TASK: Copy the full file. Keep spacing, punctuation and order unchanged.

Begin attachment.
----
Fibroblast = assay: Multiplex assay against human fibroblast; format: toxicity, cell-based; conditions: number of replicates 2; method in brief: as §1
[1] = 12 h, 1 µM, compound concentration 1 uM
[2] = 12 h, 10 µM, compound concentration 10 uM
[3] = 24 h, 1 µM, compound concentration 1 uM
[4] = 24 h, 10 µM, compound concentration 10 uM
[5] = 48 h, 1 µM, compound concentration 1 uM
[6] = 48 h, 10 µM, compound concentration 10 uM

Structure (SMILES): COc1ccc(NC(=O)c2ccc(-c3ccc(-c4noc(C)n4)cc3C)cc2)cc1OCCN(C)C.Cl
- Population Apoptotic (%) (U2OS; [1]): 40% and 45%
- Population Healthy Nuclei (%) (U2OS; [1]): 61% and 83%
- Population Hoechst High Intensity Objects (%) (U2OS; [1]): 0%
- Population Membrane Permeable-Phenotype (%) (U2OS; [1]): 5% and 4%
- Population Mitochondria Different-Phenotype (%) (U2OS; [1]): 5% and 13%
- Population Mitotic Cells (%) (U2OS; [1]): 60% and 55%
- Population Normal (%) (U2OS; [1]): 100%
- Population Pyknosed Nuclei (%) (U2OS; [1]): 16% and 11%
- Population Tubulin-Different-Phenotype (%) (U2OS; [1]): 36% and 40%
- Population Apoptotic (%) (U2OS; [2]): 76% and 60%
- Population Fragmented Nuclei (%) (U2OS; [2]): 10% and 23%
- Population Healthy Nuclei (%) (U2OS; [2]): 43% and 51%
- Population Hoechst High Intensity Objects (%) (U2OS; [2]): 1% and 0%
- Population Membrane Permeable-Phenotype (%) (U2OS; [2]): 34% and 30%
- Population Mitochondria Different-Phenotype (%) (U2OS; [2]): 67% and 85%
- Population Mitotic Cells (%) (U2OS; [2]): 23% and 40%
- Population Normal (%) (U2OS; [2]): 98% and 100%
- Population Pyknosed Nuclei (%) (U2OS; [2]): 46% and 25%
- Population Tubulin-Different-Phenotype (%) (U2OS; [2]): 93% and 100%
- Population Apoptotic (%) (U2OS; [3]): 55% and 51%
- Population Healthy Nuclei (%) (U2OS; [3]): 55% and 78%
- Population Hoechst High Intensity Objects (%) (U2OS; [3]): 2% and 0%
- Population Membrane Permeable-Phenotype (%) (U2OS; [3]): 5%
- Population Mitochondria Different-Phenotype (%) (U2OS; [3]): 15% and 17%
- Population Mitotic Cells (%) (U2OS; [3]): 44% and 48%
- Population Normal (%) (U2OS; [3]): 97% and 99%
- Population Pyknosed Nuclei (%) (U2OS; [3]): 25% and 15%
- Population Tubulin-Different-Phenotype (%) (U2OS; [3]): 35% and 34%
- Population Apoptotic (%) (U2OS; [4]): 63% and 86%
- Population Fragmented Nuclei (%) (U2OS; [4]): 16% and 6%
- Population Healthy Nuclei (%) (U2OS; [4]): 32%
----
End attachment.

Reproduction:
Fibroblast = assay: Multiplex assay against human fibroblast; format: toxicity, cell-based; conditions: number of replicates 2; method in brief: as §1
[1] = 12 h, 1 µM, compound concentration 1 uM
[2] = 12 h, 10 µM, compound concentration 10 uM
[3] = 24 h, 1 µM, compound concentration 1 uM
[4] = 24 h, 10 µM, compound concentration 10 uM
[5] = 48 h, 1 µM, compound concentration 1 uM
[6] = 48 h, 10 µM, compound concentration 10 uM

Structure (SMILES): COc1ccc(NC(=O)c2ccc(-c3ccc(-c4noc(C)n4)cc3C)cc2)cc1OCCN(C)C.Cl
- Population Apoptotic (%) (U2OS; [1]): 40% and 45%
- Population Healthy Nuclei (%) (U2OS; [1]): 61% and 83%
- Population Hoechst High Intensity Objects (%) (U2OS; [1]): 0%
- Population Membrane Permeable-Phenotype (%) (U2OS; [1]): 5% and 4%
- Population Mitochondria Different-Phenotype (%) (U2OS; [1]): 5% and 13%
- Population Mitotic Cells (%) (U2OS; [1]): 60% and 55%
- Population Normal (%) (U2OS; [1]): 100%
- Population Pyknosed Nuclei (%) (U2OS; [1]): 16% and 11%
- Population Tubulin-Different-Phenotype (%) (U2OS; [1]): 36% and 40%
- Population Apoptotic (%) (U2OS; [2]): 76% and 60%
- Population Fragmented Nuclei (%) (U2OS; [2]): 10% and 23%
- Population Healthy Nuclei (%) (U2OS; [2]): 43% and 51%
- Population Hoechst High Intensity Objects (%) (U2OS; [2]): 1% and 0%
- Population Membrane Permeable-Phenotype (%) (U2OS; [2]): 34% and 30%
- Population Mitochondria Different-Phenotype (%) (U2OS; [2]): 67% and 85%
- Population Mitotic Cells (%) (U2OS; [2]): 23% and 40%
- Population Normal (%) (U2OS; [2]): 98% and 100%
- Population Pyknosed Nuclei (%) (U2OS; [2]): 46% and 25%
- Population Tubulin-Different-Phenotype (%) (U2OS; [2]): 93% and 100%
- Population Apoptotic (%) (U2OS; [3]): 55% and 51%
- Population Healthy Nuclei (%) (U2OS; [3]): 55% and 78%
- Population Hoechst High Intensity Objects (%) (U2OS; [3]): 2% and 0%
- Population Membrane Permeable-Phenotype (%) (U2OS; [3]): 5%
- Population Mitochondria Different-Phenotype (%) (U2OS; [3]): 15% and 17%
- Population Mitotic Cells (%) (U2OS; [3]): 44% and 48%
- Population Normal (%) (U2OS; [3]): 97% and 99%
- Population Pyknosed Nuclei (%) (U2OS; [3]): 25% and 15%
- Population Tubulin-Different-Phenotype (%) (U2OS; [3]): 35% and 34%
- Population Apoptotic (%) (U2OS; [4]): 63% and 86%
- Population Fragmented Nuclei (%) (U2OS; [4]): 16% and 6%
- Population Healthy Nuclei (%) (U2OS; [4]): 32%